The American Immigration Lawyers Association (AILA), of which I am a member, recently issued a practice alert that reminds attorneys of the importance of educating their clients about changes in the diversity visa lottery registration process brought about by the United States Supreme Court's recent ruling in U.S. v. Windsor, 570 U.S. ---, --- S. Ct. ---, 2013 WL 3196928. This practice advisory affects winners of the 2013 Diversity Visa (DV) Lottery and their same-sex spouses and children of the marriage.
The Diversity Visa Lottery, also known as diversity of admissions by country of origin, favors awarding visas to nationals of countries with historically low levels of migration to the United States, who possess either a high school diploma or its equivalent or at least two years of work experience within five years of applying.
On June 26, 2013, the United States Supreme Court issued its ruling in Windsor which invalidated Section 3 of the Defense of Marriage Act (DOMA) as violative of the constitutional guarantees of equal protection and due process. The import of the Windsor ruling is that the federal definition of marriage cannot exclude individuals whose marriage is valid in the state where it was entered into. Federal benefits, including immigration benefits, which depend upon the existence of a valid marital relationship cannot be denied to individuals on account of their sexual orientation.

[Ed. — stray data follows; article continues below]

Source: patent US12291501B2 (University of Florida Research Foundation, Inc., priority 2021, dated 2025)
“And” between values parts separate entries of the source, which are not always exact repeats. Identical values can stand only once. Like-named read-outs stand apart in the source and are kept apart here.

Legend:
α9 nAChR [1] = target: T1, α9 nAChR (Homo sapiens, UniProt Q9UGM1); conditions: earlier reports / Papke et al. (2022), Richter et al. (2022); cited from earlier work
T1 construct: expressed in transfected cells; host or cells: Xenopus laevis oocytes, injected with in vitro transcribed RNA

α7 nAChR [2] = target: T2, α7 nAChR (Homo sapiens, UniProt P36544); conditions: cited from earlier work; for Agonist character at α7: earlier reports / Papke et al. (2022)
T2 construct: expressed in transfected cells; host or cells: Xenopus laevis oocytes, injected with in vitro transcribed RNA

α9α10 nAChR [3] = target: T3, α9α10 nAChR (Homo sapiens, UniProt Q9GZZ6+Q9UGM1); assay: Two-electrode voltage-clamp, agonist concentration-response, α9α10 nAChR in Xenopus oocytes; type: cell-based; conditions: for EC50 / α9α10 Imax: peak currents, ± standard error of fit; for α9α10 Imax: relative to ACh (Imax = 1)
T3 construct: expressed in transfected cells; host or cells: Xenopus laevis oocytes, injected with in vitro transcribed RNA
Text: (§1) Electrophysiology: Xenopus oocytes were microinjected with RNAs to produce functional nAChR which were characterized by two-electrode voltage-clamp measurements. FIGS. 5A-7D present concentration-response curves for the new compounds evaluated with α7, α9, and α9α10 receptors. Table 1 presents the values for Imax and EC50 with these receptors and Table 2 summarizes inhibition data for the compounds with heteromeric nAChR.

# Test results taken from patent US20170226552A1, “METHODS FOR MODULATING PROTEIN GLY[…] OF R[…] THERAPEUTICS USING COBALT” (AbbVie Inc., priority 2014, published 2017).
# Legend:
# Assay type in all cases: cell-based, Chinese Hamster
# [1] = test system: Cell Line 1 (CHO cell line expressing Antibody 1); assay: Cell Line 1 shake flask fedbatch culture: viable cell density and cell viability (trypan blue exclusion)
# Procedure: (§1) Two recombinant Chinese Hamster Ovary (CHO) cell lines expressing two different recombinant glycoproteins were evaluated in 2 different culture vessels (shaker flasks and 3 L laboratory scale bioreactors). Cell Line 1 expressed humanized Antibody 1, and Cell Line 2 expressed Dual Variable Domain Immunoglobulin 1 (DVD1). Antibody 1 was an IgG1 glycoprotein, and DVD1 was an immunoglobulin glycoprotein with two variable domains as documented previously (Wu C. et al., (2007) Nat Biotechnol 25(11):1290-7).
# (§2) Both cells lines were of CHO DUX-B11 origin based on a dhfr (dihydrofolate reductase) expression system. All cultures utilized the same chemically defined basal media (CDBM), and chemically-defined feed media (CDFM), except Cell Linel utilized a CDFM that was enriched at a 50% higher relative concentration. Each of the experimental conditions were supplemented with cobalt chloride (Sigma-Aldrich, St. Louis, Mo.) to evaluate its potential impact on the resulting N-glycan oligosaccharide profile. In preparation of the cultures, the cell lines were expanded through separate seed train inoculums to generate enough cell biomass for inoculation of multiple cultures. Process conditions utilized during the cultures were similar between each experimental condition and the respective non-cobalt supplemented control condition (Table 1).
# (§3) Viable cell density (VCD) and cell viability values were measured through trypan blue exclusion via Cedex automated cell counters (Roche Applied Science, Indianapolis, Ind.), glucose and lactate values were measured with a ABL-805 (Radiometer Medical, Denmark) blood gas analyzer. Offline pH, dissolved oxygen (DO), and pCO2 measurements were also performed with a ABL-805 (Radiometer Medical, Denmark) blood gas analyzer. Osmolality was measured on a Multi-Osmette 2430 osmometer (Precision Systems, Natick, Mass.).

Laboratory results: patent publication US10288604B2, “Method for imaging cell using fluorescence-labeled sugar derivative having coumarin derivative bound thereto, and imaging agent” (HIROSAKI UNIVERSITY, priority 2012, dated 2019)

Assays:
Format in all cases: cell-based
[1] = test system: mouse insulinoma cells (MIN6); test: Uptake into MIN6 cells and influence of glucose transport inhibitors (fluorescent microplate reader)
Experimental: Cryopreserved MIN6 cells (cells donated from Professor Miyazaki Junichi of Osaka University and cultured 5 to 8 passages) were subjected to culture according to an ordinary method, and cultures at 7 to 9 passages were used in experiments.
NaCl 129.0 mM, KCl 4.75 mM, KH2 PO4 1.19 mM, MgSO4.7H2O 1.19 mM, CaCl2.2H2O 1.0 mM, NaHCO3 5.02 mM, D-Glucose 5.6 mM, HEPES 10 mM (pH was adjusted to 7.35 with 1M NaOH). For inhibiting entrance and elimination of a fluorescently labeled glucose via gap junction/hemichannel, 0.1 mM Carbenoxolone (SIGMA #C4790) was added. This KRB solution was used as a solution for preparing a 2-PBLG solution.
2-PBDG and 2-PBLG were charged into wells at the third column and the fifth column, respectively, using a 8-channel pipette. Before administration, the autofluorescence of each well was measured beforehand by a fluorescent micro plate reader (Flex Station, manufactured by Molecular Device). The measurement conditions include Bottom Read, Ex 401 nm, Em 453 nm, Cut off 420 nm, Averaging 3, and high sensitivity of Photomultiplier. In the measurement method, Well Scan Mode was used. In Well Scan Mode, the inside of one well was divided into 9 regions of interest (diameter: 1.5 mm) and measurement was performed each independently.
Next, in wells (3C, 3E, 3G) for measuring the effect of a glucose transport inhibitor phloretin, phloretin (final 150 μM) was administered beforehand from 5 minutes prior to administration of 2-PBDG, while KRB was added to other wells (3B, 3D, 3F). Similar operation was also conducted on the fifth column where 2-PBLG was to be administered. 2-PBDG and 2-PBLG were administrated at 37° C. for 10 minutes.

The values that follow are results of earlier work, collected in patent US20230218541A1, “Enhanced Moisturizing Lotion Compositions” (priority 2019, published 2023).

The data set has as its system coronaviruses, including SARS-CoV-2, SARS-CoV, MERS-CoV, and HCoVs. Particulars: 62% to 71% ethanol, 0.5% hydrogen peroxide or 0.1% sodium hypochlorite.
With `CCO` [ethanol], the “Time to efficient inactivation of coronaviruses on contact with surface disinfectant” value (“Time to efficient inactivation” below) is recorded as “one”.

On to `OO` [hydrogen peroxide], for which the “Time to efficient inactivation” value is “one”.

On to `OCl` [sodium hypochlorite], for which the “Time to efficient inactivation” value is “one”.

Winners of the 2013 Diversity Visa Lottery have until September 30, 2013 for their Form I-485, Application to Register Permanent Residence or Adjust Status, to be approved or for an immigrant visa to be issued.
In submitting their immigrant visa applications, DV lottery winners can now include their same-sex spouse and children as derivatives on the application. As long as the application is not fraudulent and the marriage was not entered into for the purpose of obtaining an immigration benefit, Department of State should issue derivative visas to the applicant's same-sex spouse and children even if the qualifying marriage took place after the applicant won the lottery.
The end of DOMA should come as a relief to individuals in long-term relationships who can now marry knowing that they and their children should be able to obtain visas allowing them to immigrate together to the United States.
Timothy D. Widman is a San Jose Immigration Attorney and the owner of the Law Office of Timothy D. Widman.